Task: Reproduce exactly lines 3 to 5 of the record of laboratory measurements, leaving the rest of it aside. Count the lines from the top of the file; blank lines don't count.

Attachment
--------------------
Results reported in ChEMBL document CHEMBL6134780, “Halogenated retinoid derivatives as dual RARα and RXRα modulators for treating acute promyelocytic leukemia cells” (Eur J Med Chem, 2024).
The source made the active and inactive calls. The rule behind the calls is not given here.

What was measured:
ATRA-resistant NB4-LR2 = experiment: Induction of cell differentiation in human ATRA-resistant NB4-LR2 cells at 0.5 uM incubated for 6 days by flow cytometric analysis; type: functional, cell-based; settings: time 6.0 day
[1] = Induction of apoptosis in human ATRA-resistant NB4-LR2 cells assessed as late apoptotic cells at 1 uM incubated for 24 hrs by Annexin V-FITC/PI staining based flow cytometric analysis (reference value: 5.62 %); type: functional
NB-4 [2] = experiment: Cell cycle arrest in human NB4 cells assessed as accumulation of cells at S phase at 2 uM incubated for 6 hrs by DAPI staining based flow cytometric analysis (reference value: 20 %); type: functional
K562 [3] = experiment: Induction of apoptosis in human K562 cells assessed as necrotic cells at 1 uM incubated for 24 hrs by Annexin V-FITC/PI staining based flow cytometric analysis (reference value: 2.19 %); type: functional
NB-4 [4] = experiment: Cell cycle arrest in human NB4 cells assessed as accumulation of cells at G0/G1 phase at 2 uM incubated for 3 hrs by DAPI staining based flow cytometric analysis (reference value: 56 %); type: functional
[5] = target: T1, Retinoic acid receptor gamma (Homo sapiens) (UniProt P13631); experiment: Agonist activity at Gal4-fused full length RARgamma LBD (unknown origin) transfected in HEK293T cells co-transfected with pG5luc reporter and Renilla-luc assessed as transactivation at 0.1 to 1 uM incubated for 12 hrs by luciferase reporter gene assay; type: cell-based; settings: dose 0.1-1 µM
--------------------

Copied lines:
What was measured:
ATRA-resistant NB4-LR2 = experiment: Induction of cell differentiation in human ATRA-resistant NB4-LR2 cells at 0.5 uM incubated for 6 days by flow cytometric analysis; type: functional, cell-based; settings: time 6.0 day
[1] = Induction of apoptosis in human ATRA-resistant NB4-LR2 cells assessed as late apoptotic cells at 1 uM incubated for 24 hrs by Annexin V-FITC/PI staining based flow cytometric analysis (reference value: 5.62 %); type: functional